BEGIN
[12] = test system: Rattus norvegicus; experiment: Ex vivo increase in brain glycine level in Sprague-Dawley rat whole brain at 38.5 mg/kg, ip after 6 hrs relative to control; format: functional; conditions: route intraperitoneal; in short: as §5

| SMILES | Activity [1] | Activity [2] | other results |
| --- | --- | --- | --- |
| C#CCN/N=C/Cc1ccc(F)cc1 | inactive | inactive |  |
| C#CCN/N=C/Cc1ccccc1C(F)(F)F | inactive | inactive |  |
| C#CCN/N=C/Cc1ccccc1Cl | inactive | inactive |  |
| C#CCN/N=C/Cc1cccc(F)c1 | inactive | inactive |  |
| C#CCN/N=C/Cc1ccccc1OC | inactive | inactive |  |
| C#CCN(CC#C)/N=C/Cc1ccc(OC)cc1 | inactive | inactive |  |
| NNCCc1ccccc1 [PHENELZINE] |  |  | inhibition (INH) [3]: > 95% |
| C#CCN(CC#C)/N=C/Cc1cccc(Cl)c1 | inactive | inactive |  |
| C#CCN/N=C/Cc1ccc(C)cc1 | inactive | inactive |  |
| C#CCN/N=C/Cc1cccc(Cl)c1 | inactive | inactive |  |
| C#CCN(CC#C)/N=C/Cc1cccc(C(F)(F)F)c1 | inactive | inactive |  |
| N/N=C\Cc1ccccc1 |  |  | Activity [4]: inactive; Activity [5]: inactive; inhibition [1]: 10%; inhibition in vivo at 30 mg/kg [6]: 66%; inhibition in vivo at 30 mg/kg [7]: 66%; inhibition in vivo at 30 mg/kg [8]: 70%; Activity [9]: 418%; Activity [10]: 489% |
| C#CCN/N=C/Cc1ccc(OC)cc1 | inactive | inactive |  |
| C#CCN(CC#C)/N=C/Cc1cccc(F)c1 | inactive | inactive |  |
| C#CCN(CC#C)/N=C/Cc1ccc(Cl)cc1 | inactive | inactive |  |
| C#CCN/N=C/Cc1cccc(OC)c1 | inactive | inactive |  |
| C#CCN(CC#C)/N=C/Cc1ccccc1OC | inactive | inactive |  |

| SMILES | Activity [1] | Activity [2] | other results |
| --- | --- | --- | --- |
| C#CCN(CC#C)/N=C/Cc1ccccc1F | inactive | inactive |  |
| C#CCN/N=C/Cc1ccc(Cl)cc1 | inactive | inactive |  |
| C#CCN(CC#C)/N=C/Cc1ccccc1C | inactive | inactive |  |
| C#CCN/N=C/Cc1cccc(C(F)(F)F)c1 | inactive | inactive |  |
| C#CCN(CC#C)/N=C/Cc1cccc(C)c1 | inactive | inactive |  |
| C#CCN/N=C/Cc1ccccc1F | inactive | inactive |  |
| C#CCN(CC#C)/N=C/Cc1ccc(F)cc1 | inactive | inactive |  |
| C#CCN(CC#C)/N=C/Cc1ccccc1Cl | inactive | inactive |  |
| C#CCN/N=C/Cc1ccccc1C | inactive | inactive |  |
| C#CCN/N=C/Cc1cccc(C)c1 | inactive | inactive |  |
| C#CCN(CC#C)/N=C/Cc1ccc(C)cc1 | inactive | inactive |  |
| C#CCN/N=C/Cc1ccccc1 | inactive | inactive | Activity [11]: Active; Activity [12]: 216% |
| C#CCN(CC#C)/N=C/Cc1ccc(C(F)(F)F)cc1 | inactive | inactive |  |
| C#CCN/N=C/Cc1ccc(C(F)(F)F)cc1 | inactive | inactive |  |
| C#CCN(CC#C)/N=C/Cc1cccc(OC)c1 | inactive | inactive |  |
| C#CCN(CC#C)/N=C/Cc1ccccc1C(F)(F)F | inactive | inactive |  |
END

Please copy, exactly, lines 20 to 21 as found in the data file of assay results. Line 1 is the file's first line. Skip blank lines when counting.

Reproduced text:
| C#CCN(CC#C)/N=C/Cc1ccccc1OC | inactive | inactive |  |

| SMILES | Activity [1] | Activity [2] | other results |